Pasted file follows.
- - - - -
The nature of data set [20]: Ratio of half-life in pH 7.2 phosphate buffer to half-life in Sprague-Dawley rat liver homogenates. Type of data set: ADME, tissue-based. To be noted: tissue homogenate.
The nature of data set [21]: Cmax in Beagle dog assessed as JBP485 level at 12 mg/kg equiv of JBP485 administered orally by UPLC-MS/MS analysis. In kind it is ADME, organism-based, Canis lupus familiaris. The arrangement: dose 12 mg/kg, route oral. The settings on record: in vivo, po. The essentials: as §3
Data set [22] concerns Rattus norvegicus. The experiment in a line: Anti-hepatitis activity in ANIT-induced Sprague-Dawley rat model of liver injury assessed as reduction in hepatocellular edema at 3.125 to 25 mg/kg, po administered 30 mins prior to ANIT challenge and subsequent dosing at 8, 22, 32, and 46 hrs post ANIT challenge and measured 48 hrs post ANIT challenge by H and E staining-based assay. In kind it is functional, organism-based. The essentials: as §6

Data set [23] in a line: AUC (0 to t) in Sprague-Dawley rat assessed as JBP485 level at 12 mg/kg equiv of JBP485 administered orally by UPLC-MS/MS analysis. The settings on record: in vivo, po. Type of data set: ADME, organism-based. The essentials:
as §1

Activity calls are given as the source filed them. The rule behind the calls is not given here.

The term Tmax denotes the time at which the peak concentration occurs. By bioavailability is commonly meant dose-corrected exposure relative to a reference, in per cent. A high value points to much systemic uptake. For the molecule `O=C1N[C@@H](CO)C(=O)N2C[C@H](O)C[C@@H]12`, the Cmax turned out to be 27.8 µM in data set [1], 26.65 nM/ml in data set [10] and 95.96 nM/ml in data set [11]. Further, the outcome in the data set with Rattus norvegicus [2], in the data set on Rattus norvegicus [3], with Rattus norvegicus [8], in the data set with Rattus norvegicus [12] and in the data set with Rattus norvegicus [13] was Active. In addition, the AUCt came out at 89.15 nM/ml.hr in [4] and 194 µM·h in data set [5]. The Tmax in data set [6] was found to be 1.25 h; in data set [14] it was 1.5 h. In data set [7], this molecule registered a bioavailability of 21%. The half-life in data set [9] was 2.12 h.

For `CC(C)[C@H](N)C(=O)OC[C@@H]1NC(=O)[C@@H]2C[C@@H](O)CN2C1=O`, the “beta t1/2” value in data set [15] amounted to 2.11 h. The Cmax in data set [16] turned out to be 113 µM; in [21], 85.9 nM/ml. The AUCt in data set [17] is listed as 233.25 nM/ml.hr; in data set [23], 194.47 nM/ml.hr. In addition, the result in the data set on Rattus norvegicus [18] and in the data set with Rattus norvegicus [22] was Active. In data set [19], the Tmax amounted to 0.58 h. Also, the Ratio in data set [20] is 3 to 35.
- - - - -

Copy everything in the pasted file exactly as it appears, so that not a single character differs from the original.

The nature of data set [20]: Ratio of half-life in pH 7.2 phosphate buffer to half-life in Sprague-Dawley rat liver homogenates. Type of data set: ADME, tissue-based. To be noted: tissue homogenate.
The nature of data set [21]: Cmax in Beagle dog assessed as JBP485 level at 12 mg/kg equiv of JBP485 administered orally by UPLC-MS/MS analysis. In kind it is ADME, organism-based, Canis lupus familiaris. The arrangement: dose 12 mg/kg, route oral. The settings on record: in vivo, po. The essentials: as §3
Data set [22] concerns Rattus norvegicus. The experiment in a line: Anti-hepatitis activity in ANIT-induced Sprague-Dawley rat model of liver injury assessed as reduction in hepatocellular edema at 3.125 to 25 mg/kg, po administered 30 mins prior to ANIT challenge and subsequent dosing at 8, 22, 32, and 46 hrs post ANIT challenge and measured 48 hrs post ANIT challenge by H and E staining-based assay. In kind it is functional, organism-based. The essentials: as §6

Data set [23] in a line: AUC (0 to t) in Sprague-Dawley rat assessed as JBP485 level at 12 mg/kg equiv of JBP485 administered orally by UPLC-MS/MS analysis. The settings on record: in vivo, po. Type of data set: ADME, organism-based. The essentials:
as §1

Activity calls are given as the source filed them. The rule behind the calls is not given here.

The term Tmax denotes the time at which the peak concentration occurs. By bioavailability is commonly meant dose-corrected exposure relative to a reference, in per cent. A high value points to much systemic uptake. For the molecule `O=C1N[C@@H](CO)C(=O)N2C[C@H](O)C[C@@H]12`, the Cmax turned out to be 27.8 µM in data set [1], 26.65 nM/ml in data set [10] and 95.96 nM/ml in data set [11]. Further, the outcome in the data set with Rattus norvegicus [2], in the data set on Rattus norvegicus [3], with Rattus norvegicus [8], in the data set with Rattus norvegicus [12] and in the data set with Rattus norvegicus [13] was Active. In addition, the AUCt came out at 89.15 nM/ml.hr in [4] and 194 µM·h in data set [5]. The Tmax in data set [6] was found to be 1.25 h; in data set [14] it was 1.5 h. In data set [7], this molecule registered a bioavailability of 21%. The half-life in data set [9] was 2.12 h.

For `CC(C)[C@H](N)C(=O)OC[C@@H]1NC(=O)[C@@H]2C[C@@H](O)CN2C1=O`, the “beta t1/2” value in data set [15] amounted to 2.11 h. The Cmax in data set [16] turned out to be 113 µM; in [21], 85.9 nM/ml. The AUCt in data set [17] is listed as 233.25 nM/ml.hr; in data set [23], 194.47 nM/ml.hr. In addition, the result in the data set on Rattus norvegicus [18] and in the data set with Rattus norvegicus [22] was Active. In data set [19], the Tmax amounted to 0.58 h. Also, the Ratio in data set [20] is 3 to 35.